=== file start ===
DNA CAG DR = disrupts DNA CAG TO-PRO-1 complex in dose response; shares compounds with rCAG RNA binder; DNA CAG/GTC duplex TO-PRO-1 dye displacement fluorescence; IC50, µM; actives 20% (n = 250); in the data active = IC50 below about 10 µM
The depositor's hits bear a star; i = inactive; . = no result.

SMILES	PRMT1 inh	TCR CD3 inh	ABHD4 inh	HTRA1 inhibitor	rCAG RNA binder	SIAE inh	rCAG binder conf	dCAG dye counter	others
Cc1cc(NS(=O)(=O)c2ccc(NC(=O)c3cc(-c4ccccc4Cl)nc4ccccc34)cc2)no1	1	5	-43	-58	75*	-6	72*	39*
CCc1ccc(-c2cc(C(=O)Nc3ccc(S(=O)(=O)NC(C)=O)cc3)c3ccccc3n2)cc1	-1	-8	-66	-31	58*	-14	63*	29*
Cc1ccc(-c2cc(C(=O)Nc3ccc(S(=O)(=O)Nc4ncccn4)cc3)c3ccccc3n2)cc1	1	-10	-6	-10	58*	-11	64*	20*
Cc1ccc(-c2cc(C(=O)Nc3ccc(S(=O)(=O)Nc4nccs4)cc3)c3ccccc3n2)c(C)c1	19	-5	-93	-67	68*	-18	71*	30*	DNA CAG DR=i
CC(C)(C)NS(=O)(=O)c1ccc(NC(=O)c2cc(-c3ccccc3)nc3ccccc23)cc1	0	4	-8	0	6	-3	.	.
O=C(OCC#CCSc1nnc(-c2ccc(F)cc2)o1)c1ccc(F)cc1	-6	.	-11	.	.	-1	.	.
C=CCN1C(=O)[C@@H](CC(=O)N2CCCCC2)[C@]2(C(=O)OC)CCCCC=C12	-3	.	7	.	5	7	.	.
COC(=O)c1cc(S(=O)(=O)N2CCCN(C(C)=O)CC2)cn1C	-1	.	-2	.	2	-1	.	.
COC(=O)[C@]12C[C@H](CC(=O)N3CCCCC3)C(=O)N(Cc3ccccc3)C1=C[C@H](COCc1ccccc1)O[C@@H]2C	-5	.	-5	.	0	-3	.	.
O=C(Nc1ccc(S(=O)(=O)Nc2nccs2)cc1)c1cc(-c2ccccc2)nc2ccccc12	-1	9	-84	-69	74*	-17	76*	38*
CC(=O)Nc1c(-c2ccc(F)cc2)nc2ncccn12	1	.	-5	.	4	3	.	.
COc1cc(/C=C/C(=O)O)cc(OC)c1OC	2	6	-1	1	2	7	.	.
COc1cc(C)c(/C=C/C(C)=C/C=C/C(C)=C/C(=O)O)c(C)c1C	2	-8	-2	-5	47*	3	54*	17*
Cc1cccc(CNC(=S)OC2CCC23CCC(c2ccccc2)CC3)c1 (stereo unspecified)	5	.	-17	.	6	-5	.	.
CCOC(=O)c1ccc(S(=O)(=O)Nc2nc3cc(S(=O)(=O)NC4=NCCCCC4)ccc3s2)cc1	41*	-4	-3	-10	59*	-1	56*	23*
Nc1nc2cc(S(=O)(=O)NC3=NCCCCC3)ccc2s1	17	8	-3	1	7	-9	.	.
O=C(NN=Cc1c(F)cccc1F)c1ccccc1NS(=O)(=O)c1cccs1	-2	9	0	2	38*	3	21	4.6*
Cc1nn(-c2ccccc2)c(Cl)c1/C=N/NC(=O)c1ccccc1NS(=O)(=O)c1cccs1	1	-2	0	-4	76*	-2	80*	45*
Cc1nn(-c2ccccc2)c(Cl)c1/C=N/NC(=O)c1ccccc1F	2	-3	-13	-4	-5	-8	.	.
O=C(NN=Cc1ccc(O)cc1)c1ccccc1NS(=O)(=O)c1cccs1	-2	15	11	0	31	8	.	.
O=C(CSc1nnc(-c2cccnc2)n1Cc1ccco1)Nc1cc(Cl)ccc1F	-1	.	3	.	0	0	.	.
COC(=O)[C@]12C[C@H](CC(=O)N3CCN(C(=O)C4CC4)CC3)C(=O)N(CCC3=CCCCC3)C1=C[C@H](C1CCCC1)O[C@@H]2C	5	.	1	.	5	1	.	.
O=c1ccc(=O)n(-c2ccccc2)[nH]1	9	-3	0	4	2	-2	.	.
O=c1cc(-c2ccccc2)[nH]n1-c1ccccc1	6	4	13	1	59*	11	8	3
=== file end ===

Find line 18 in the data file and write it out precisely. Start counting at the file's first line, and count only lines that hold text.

CCOC(=O)c1ccc(S(=O)(=O)Nc2nc3cc(S(=O)(=O)NC4=NCCCCC4)ccc3s2)cc1	41*	-4	-3	-10	59*	-1	56*	23*